“What helped was being given a space to explore complex disability issues without judgement”
What helped was being listened too where other people haven’t, someone taking time with me.
You were my first port of call when I developed my pain condition and you instinctively picked up on my many issues, which others still have not done. We covered huge amounts, I was made to feel so comfortable, was able to talk easily and freely without a sense of being judged. Your real understanding of pain and body image is so important because I cannot always find the right words: it lessened the frustration and anger that I feel. I now attend a monthly drop in session for those with health conditions and the people there understand what I’m going through and it is a relaxed space to talk. Sometimes things are still hard as whenever I feel like I’m making progress something comes along. It was 3 years after my diagnosis that I found the courage to contact you. My time with you made me realise so much and I am indebted to you for providing me with my first ‘set of tools’ to start rebuilding my life.
Practically I am in the same place, however, I now accept myself a LOT more and don’t feel guilty being me. This is huge. I am so much happier. I still have lots of frustrations, but I can withstand these better. Now, instead of a general unhappiness when I am tearful, it is about a specific situation. I am more resilient and spend less time worrying. My relationship with my parents is also a lot better, less suffocating and more privacy. I think the whole dating thing is so important and hope Spokz People bring out a training around this, especially when you have PAs like I do. I think you are an amazing organisation and I learned so much from my sessions so thank you.
The words you use are exactly how I feel - safe, respected and understood. My therapist is great. When she told me that I could say anything within the room, I felt totally able to do this, and I’ve told her things I haven’t even told my family. Thanks for putting me in touch with her.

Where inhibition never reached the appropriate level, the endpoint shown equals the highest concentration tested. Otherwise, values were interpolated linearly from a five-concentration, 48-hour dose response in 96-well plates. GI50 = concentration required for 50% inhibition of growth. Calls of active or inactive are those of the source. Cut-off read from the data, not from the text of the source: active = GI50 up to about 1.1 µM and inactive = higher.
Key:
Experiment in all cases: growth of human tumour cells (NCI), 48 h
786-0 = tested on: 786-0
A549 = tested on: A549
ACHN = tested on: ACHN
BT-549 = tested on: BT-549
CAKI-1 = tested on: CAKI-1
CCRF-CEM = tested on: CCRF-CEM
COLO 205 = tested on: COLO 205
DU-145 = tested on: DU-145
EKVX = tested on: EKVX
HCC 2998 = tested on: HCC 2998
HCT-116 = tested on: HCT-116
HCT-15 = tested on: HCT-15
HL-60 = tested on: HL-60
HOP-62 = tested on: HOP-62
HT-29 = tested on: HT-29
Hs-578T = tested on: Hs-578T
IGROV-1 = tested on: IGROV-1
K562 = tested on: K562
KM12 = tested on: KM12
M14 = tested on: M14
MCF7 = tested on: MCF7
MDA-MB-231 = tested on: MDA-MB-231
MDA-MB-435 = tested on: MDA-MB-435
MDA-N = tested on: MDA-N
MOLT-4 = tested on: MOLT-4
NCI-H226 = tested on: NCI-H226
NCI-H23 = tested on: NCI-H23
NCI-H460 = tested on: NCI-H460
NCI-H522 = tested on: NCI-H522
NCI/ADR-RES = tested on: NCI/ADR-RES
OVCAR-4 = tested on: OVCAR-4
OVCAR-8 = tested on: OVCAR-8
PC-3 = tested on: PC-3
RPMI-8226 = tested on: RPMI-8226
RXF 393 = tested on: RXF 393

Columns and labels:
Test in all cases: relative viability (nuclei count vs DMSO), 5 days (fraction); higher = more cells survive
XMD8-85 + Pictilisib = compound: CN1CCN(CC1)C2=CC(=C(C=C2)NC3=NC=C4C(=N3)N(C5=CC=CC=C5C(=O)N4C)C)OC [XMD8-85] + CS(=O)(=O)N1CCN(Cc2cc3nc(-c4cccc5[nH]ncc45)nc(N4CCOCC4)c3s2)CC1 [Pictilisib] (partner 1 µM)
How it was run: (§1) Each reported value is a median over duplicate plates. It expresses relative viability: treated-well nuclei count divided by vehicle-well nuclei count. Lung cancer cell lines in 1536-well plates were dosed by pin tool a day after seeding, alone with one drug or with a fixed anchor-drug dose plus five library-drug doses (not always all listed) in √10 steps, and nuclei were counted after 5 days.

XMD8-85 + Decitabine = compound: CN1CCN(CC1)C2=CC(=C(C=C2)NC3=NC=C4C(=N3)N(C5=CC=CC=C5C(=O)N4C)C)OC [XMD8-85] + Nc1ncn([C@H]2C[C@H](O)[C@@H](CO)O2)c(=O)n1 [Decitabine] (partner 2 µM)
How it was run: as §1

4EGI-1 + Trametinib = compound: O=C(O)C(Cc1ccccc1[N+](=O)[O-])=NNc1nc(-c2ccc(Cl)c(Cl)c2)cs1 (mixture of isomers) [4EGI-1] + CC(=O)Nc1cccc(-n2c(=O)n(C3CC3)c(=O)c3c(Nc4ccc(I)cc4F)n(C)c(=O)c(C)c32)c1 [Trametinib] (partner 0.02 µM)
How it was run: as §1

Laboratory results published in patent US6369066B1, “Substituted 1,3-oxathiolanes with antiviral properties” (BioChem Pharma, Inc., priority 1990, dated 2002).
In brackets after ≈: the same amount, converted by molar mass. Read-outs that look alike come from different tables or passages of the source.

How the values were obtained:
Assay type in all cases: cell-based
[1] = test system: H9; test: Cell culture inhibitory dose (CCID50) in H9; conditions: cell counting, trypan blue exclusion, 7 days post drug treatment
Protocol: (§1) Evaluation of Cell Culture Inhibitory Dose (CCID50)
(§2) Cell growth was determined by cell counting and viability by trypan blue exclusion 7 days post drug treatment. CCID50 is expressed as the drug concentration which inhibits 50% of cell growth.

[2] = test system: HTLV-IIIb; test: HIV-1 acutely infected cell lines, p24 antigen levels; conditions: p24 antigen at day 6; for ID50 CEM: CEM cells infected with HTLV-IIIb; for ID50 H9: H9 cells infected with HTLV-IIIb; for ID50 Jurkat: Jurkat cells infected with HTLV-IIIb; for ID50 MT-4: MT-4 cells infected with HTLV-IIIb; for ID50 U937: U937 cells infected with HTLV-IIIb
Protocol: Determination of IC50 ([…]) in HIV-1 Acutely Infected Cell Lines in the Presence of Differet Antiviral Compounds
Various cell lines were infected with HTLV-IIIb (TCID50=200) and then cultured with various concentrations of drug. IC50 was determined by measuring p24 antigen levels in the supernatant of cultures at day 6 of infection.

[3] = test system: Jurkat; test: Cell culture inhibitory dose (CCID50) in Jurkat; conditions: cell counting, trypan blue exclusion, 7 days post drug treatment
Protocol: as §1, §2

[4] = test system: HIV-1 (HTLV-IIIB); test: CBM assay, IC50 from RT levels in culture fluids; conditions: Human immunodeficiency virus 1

Having taken time in my sessions to understand all my issues, my therapist would also do research outside of our sessions in order to give me the best guidance and support possible. I attended these sessions at the most difficult time in my life and my initial aim was to regain my self-confidence and self-esteem. She not only helped me to achieve this, but also helped me gain skills, knowledge and ways of thinking that have helped me to become a much happier person than I’ve ever been.
I have found the support group very helpful because it’s just disabled people talking about disability to other disabled people. We have talked about difficulties of ‘managing’ disability in a world where most people are non-disabled. I even talked about my incontinence and amazingly, most people in the group had continence issues. This helped me face up to a difficult and distressing personal issue and offered me a way forward.The facilitator manages the group well, keeping it focused while remaining sympathetic.
I realised I was really struggling to try and deal with everything myself, dealing with my recent disability, coming to terms with who I am now and with the fact that I’m using a wheelchair to move around due to constant nerve pain. I did try NHS counselling through my GP, but by the time I’d told my counsellor about all the things that were the problem, the sessions were gone, so it didn’t really help me to move forward. At Spokz People, I have counselling on the phone. I just feel more comfortable on the phone because I don’t have to keep face. It’s an additional level of anonymity.Having a counsellor who understands the deeper issues of disability, who has dealt with similar problems before, you can be comfortable more quickly when you’re talking about something because they understand what you’re on about.
* some names have been changed at client's request
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